Need some help. As can be seen from code and description, 14 LEDs will be used, with two on each of seven pins. Assuming 18-20 mA each with a 470 ohm resistor per pair, this would exceed the 200 mA total for board. As I am anything but an electronic whiz, what would be the minimum resistor I would need to drop total amperage below that total?

AND would using PWM to reduce brightness also reduce the amperage or do I need to use higher ohm resistors anyway?

It's not recommended to use LED's in parallel with a single resistor, as due to inconsistencies in current draw, they won't all get the same current and will start to burn out, as one will hog more of the current - I have read about this in the past, and that is my recollection of it.

Wiring them up in series is recommended, that way they'll all get the same current going through them, but this also presents another problem... the voltage drop across the two LED's (the LED forward voltage * 2) may be greater than the 5V supply - You'll need to check the datasheet for your LED's.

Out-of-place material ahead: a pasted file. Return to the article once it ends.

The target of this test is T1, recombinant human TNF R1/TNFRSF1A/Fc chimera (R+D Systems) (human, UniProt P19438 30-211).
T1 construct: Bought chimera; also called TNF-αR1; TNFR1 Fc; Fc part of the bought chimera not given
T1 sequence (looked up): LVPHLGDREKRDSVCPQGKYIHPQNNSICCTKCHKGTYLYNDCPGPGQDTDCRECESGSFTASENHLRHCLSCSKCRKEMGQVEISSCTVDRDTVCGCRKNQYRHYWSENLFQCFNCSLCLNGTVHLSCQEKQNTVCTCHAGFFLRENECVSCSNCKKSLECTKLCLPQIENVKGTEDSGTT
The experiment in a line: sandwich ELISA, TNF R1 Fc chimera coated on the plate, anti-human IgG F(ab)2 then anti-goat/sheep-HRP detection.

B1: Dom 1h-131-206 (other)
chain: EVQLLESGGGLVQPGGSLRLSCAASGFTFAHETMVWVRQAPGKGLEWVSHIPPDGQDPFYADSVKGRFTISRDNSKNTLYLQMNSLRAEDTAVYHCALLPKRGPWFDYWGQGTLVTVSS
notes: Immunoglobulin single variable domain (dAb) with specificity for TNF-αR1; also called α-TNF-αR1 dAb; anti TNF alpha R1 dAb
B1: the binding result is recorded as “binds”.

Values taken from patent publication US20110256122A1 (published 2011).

Calculating the current using OHMS LAW is very simple - For example (2 LED's in series):

Resistance = (Supply Voltage - LED Forward Voltage * 2 LED's) / LED Current (in AMPS)
Resistance = (5 - (1.9 * 2)) / 0.015
Resistance = (5 - 3.8) / 0.015
Resistance = 1.2 / 0.015
Resistance = 80 ohms

Maybe looking at some cheap BJT's and a separate power supply is the way to go?

Cheers.


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Photo Bud
(@photo-bud)
Trusted Member
Joined: 2 years ago
Posts: 71
Topic starter  

@frogandtoad Thanks, I appreciate the heads up AND Ohms Law info.

Photo Bud (aka John)The Old Curmudgeon!